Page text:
[arin-ppml] Rationale for /22
farmer at umn.edu
Mon Aug 3 14:01:38 EDT 2009
On 3 Aug 2009 Kevin Kargel wrote:
> One quick point on the existance or emergence of small multi-homed
> In the past year and a half I have seen a very noticeable increase in the
> number of small organizations that are going or attempting to go multi-homed
> with DSL connections to multiple upstream providers. They are doing this as
> a means to try and do what they did before with expensive dedicated circuits
> like T1. Increased reliability of a $39.95 SDSL has led these customers
> down the primrose path to think that if they have a couple of these then
> they don't need an $800 ATM circuit.
> I am not saying I agree with this philosophy or even that I think it is
> functional, but I am seeing it happen.
> As these customers get educated they figure out that they are technically
> "multi-homed" and that they "can" get their own IP space, and if they invest
> in a router that can do BGP they can gain transparent (to the end user)
> routing reliability using these DSL connections. Bean counters tend to
> prefer non-recurring expenditures to recurring expenditures.
> These organizations are small hospitals, clinics, small banks, farmers,
> insurance agencies, non-chain manufacturers and distributers, et.al. They
> don't need a lot of IP, but they do need routing failover. They are
> learning that it is theoretically (albeit not realistically) possible to do
> what used to require a T1 on SDSL better for a fraction of the cost.
> I believe we will see a mushrooming incidence of these small multi-homed
> organizations in the routing tables in the coming years.
> This will affect the issue of global routing table size and does have a
> bearing on reducing the minimum allocation unit.
This is exactly the situation that providing PI /24s could create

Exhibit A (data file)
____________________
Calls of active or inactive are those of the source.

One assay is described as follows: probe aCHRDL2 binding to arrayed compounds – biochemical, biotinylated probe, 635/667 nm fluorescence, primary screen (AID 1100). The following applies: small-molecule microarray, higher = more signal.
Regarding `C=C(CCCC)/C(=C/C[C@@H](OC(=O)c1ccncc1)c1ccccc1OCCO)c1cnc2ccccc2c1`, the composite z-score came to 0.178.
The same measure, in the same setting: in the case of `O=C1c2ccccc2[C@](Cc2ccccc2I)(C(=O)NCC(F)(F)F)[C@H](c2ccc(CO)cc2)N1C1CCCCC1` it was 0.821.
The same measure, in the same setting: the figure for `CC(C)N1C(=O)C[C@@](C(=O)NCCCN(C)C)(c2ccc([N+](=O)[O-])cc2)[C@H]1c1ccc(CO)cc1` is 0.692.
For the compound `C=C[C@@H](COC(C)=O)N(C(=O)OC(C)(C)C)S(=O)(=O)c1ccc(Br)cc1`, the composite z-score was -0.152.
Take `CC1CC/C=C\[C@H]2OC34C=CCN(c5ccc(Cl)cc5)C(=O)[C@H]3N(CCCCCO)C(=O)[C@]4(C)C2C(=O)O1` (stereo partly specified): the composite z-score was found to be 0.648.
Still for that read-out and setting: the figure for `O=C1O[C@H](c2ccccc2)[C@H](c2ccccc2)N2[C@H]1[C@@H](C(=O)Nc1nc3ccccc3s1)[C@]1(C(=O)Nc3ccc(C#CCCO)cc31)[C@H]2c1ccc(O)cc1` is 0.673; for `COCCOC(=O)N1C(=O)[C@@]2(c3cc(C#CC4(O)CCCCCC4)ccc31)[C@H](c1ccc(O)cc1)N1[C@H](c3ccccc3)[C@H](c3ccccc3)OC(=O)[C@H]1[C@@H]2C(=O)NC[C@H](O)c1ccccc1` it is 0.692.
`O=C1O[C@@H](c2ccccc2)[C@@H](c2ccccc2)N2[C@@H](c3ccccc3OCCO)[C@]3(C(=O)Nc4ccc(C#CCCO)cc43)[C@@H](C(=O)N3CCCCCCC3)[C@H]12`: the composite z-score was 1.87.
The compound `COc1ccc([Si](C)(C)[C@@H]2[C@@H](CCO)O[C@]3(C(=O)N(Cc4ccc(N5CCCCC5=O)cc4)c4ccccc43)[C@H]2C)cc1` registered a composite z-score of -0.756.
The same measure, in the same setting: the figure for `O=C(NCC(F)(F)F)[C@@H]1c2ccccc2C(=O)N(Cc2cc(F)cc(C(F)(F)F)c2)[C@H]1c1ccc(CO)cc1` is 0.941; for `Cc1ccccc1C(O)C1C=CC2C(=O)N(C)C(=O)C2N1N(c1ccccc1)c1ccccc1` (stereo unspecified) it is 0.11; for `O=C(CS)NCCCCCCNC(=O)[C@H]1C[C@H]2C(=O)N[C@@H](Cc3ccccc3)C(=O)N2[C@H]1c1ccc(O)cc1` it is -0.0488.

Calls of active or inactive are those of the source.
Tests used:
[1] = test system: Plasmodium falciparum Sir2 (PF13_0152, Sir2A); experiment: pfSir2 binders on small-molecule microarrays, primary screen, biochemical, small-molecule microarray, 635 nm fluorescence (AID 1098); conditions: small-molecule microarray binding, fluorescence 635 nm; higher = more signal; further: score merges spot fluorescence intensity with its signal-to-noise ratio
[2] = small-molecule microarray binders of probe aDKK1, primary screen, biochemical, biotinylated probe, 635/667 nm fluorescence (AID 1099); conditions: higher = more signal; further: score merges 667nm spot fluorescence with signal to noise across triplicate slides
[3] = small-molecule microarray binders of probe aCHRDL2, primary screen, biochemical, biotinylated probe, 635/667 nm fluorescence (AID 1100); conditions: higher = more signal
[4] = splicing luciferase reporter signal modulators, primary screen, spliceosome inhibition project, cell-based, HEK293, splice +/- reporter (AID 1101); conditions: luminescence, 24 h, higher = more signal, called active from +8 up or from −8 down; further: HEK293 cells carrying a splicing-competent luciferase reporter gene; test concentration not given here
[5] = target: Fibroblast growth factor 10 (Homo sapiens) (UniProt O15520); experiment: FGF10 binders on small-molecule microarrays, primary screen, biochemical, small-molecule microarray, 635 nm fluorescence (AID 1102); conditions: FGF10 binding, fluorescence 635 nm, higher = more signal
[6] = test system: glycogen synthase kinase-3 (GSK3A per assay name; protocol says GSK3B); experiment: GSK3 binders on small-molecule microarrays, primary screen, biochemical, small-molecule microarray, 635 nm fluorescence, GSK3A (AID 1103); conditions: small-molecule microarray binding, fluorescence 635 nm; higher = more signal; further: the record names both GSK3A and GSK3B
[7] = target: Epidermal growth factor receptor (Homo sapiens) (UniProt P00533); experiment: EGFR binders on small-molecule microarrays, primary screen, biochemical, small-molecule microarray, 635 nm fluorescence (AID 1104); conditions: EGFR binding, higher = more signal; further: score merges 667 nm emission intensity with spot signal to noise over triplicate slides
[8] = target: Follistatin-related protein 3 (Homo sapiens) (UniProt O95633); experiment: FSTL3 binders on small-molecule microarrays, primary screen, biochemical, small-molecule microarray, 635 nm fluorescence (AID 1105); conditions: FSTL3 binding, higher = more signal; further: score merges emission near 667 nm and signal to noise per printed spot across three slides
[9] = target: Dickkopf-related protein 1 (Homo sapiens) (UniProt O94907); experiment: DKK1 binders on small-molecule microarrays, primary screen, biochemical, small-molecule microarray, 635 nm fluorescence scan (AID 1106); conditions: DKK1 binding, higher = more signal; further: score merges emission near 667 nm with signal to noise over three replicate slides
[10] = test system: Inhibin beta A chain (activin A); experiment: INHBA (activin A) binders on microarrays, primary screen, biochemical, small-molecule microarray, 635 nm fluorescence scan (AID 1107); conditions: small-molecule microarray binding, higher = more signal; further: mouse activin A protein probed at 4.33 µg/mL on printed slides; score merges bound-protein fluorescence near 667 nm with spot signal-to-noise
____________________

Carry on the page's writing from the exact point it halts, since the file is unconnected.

the inducement for many more users to multihome that I was
refering to and then create the tipping point Leo was refering
Thinking a little out side the box here and I'm not even sure
something like this would be legal, it might be considered
colluding. What if a pair of providers or maybe even a set of
providers were to jointly obtain a block of addresses to allow
customers to multihome. Customers would connect to two or
more participating providers, announce there block to the
providers and then the providers contain the customer
announcements within there joint infrastructure and only
announce the aggeraget to the Internet.
As I said I'm not sure how to set this up legaly and we would
probablly need ARIN policy to enable it, as I beieve it would
probablly violate one or two policies.
As I don't work for an ISP, I'm not sure this could work from a
business model point of view either. It would definitely take a
set of ISP with an enlightened view of competition to make it
Could something like this work?
I'm sure I'm missing one or two details. But, at least Kevin's
anecdote makes me think there could be a market for such a
service. And with this kind of a solution end-users could
multihome down to a /28 or /29 without creating minutia in the
global route table.
David Farmer Email:farmer at umn.edu
Office of Information Technology
Networking & Telecomunication Services
University of Minnesota Phone: 612-626-0815
2218 University Ave SE Cell: 612-812-9952
Minneapolis, MN 55414-3029 FAX: 612-626-1818
More information about the ARIN-PPML